Water Market for Efficient Management of Water Resources in India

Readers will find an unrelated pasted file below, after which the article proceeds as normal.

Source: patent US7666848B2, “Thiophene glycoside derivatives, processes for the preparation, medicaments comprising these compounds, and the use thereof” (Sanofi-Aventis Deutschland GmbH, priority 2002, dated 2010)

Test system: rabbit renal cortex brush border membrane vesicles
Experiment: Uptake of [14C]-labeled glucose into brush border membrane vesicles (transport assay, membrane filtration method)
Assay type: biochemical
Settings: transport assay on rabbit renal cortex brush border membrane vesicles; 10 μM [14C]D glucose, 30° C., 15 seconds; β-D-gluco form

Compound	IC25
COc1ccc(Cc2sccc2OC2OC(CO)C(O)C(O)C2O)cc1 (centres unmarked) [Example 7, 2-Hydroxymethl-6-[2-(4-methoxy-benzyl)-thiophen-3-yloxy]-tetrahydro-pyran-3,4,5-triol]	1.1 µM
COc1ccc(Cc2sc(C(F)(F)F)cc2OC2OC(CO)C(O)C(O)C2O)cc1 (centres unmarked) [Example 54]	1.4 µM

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India sustains nearly 17% of the world's population but with only 4 % of global water resources. In India, the water sector faces enormous pressure due to increased demand resulting from population growth, industrialisation, climate change, and ine cient water management policies and practices. There is a need for institutional change for managing the water resources in India. The market-based mechanism as a demand management tool is gaining attention worldwide and is being used to allocate or reallocate the water among its competing uses e ectively. Water trading can improve water productivity and overall social welfare for the entire basin as water is transferred from the lower value to high-value uses. The literature on India's water markets indicates the existence of different forms of informal water markets but lacks in the analysis of the benefit of formal water trading. In this thesis, the broad objective is to design a formal water market for efficient water management in India. The first part of the thesis quantifies India's water scarcity and benchmarks India's major states based on their water sector performance. The multi-dimensional Water Poverty Index (WPI) using 20 subcomponents is used to capture the holistic view of water scarcity. The major states of India are facing medium to scarce water scarcity, as indicated by their WPI score, which ranges from 38.51 for Uttar Pradesh to 59.80 for Punjab. The composite WPI index has the major limitation of subjective weights for the subcomponents, and it has also been identified earlier in the literature. Therefore, to overcome the drawbacks of WPI, a new multidimensional index using Data Envelopment Analysis (DEA) using the concept of relative efficiency is developed in this thesis. The DEA results indicate that Kerala outperformed other states and achieved 100% of relative efficiency, while the least performing state was Uttar Pradesh, with 73.25% relative efficiency. The literature on water scarcity indicates that the water crisis is a direct outcome of the governance crisis. Therefore, the second objective of the thesis aims to understand the water institutions and their impact on the performance of the water sector in India. Primary data collected using an online survey from water experts in India is used in this study. An exploratory factor analysis has been performed to determine the underlying water institution's latent factors. The significance of these extracted factors on six performance aspects of the water sector was studied using multiple linear regression. The most significant predictor of water sector performance turned out to be the factor related to accountability with it's standardised beta varying in the range of 0.311 to 0.515, followed by a factor related to water transfer policy with standardised beta varies from 0.259 to 0.491.All the six linear regression models were statistically significant with R2 in the range of 39.3% to 71.4%. Part-I of the thesis indicates India's alarming water situation as most of the major states face medium to severe water scarcity. Status quo water institutions that are supply-side oriented are weak in handling India's water sector's evolving challenges. In the second part of the thesis, a public water bank based market mechanism is proposed for efficient management of India's water sector. The market agents' selection has been based on the historical data on the beneficiaries from the basin's major reservoirs. The marginal benefit derived from the maximisation of the participating agents' benefi t has been used to identify their willingness to pay or accept. Further different price discovery mechanisms have been evaluated for their effect on the surpluses of consumers and producers. A case study on the implementation of the water market in the upper Cauvery river basin is presented in the thesis. The result shows that agriculture agents are the predominant seller, and the domestic sector emerges as predominant buyers. The domestic agents were also able to satisfy the bare minimum water requirement of the population by trading the water in the market. The implementation of a water market has also resulted in an increase in social-welfare in the basin. The study also evaluated the impact of increasing the minimum support price (MSP) of the crops and a decrease in the total water availability in the river basin on different market performance characteristics. The study shows a decrease in intersectoral trade (agriculture to domestic) by 35% with a 50% increase in MSP and an increase by 17% with a 50% decrease in water availability. Also, it has been noted that the water traded in the market increases as the water scarcity increases in the basin. The analysis in this thesis shows that the proposed water market mechanism results in a reallocation of water and social surplus gain in the basin and can be used as a future management tool to mitigate water scarcity.
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